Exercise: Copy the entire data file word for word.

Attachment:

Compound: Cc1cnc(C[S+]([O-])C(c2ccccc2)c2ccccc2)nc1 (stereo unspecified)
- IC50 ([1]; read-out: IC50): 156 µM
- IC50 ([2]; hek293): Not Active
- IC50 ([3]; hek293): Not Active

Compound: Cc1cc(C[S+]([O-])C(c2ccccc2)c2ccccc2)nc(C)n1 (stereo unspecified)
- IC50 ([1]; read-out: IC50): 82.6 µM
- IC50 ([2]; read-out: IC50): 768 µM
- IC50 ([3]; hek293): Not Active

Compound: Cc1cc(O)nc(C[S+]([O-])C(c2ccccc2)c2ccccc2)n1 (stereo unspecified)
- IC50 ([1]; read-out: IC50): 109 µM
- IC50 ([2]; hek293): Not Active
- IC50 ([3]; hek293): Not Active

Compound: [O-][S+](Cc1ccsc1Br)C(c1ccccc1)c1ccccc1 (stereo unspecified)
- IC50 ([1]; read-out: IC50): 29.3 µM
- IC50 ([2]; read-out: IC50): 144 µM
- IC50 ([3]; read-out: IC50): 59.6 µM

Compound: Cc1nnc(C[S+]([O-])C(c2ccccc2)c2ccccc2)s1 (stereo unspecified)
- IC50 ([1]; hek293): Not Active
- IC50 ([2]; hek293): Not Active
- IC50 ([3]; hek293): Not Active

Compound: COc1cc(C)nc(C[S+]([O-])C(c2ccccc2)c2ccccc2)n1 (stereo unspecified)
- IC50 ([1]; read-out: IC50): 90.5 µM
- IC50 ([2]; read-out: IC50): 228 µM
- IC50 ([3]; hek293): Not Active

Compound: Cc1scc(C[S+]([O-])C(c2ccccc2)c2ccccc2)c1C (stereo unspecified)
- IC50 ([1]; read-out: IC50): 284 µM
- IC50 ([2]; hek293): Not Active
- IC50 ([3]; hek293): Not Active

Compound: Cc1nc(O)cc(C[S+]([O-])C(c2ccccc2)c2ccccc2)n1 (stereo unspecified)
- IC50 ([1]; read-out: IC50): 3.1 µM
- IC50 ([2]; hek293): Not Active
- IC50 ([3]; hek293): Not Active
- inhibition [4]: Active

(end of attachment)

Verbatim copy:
Compound: Cc1cnc(C[S+]([O-])C(c2ccccc2)c2ccccc2)nc1 (stereo unspecified)
- IC50 ([1]; read-out: IC50): 156 µM
- IC50 ([2]; hek293): Not Active
- IC50 ([3]; hek293): Not Active

Compound: Cc1cc(C[S+]([O-])C(c2ccccc2)c2ccccc2)nc(C)n1 (stereo unspecified)
- IC50 ([1]; read-out: IC50): 82.6 µM
- IC50 ([2]; read-out: IC50): 768 µM
- IC50 ([3]; hek293): Not Active

Compound: Cc1cc(O)nc(C[S+]([O-])C(c2ccccc2)c2ccccc2)n1 (stereo unspecified)
- IC50 ([1]; read-out: IC50): 109 µM
- IC50 ([2]; hek293): Not Active
- IC50 ([3]; hek293): Not Active

Compound: [O-][S+](Cc1ccsc1Br)C(c1ccccc1)c1ccccc1 (stereo unspecified)
- IC50 ([1]; read-out: IC50): 29.3 µM
- IC50 ([2]; read-out: IC50): 144 µM
- IC50 ([3]; read-out: IC50): 59.6 µM

Compound: Cc1nnc(C[S+]([O-])C(c2ccccc2)c2ccccc2)s1 (stereo unspecified)
- IC50 ([1]; hek293): Not Active
- IC50 ([2]; hek293): Not Active
- IC50 ([3]; hek293): Not Active

Compound: COc1cc(C)nc(C[S+]([O-])C(c2ccccc2)c2ccccc2)n1 (stereo unspecified)
- IC50 ([1]; read-out: IC50): 90.5 µM
- IC50 ([2]; read-out: IC50): 228 µM
- IC50 ([3]; hek293): Not Active

Compound: Cc1scc(C[S+]([O-])C(c2ccccc2)c2ccccc2)c1C (stereo unspecified)
- IC50 ([1]; read-out: IC50): 284 µM
- IC50 ([2]; hek293): Not Active
- IC50 ([3]; hek293): Not Active

Compound: Cc1nc(O)cc(C[S+]([O-])C(c2ccccc2)c2ccccc2)n1 (stereo unspecified)
- IC50 ([1]; read-out: IC50): 3.1 µM
- IC50 ([2]; hek293): Not Active
- IC50 ([3]; hek293): Not Active
- inhibition [4]: Active